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Louis Althusser

Lenin and Philosophy and Other Essays

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No figure among the western Marxist theoreticians has loomed larger in the postwar period than Louis Althusser. A rebel against the Catholic tradition in which he was raised, Althusser studied philosophy and later joined both the faculty of the Ecole normal superieure and the French Communist Party in 1948. Viewed as a “structuralist Marxist,” Althusser was as much admired for his independence of intellect as he was for his rigorous defense of Marx. The latter was best illustrated in For Marx (1965), and Reading Capital (1968). These works, along with Lenin and Philosophy (1971) had an enormous influence on the New Left of the 1960s and continues to influence modern Marxist scholarship.
This classic work, which to date has sold more than 30,000 copies, covers the range of Louis Althusser's interests and contributions in philosophy, economics, psychology, aesthetics, and political science.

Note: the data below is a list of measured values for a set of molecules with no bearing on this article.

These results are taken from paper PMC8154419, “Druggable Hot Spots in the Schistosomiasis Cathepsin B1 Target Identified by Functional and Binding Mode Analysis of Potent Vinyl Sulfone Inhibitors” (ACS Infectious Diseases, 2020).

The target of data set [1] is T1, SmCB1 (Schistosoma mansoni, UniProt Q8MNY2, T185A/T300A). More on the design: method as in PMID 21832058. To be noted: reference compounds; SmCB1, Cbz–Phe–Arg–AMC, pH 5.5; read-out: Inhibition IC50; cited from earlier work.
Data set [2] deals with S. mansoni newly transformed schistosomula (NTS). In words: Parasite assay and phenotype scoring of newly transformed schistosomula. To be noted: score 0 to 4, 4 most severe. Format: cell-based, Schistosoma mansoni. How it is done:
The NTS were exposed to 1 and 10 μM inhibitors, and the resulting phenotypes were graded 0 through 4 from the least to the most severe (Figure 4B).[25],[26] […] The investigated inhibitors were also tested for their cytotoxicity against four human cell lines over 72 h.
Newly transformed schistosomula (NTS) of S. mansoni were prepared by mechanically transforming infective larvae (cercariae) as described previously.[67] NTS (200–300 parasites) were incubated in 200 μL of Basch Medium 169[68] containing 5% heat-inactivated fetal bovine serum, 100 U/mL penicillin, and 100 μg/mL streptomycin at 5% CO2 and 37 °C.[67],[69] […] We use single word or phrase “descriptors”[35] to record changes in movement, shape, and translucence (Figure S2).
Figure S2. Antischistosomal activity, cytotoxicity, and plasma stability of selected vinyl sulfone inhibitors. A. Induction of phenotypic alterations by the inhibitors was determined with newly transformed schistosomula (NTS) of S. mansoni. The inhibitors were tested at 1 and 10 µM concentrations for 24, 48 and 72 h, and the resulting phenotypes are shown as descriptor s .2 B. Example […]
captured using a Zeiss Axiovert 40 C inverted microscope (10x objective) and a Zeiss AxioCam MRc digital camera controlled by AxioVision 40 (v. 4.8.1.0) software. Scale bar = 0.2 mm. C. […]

Marx, in Althusser's view, was subject in his earlier writings to the ruling ideology of his day. Thus for Althusser, the interpretation of Marx involves a repudiation of all efforts to draw from Marx's early writings a view of Marx as a “humanist” and “historicist.”
Lenin and Philosophy also contains Althusser's essay on Lenin's study of Hegel; a major essay on the state, “Ideology and Ideological State Apparatuses,” “Freud and Lacan: A letter on Art in Reply to André Daspre,” and “Cremonini, Painter of the Abstract.” The book opens with a 1968 interview in which Althusser discusses his personal, political, and intellectual history.
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290 páginas impresas
Publicación original
2001

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Citas

    jesse zcompartió una citahace 3 años
    terpellated as a (free) subject in order that he shall submit freely to the commandments of the Subject, i.e. in order that he shall (freely) accept his subjection,
    jesse zcompartió una citahace 3 años
    ndividuals are always
    jesse zcompartió una citahace 3 años
    the ideological character of ideology by ideology: ideology never says, ‘I am ideological.’ It is necessary to be outside ideology, i.e. in scientific knowledge, to be able to say: I am in ideology (a quite exceptional case) or (the general case): I was in ideo

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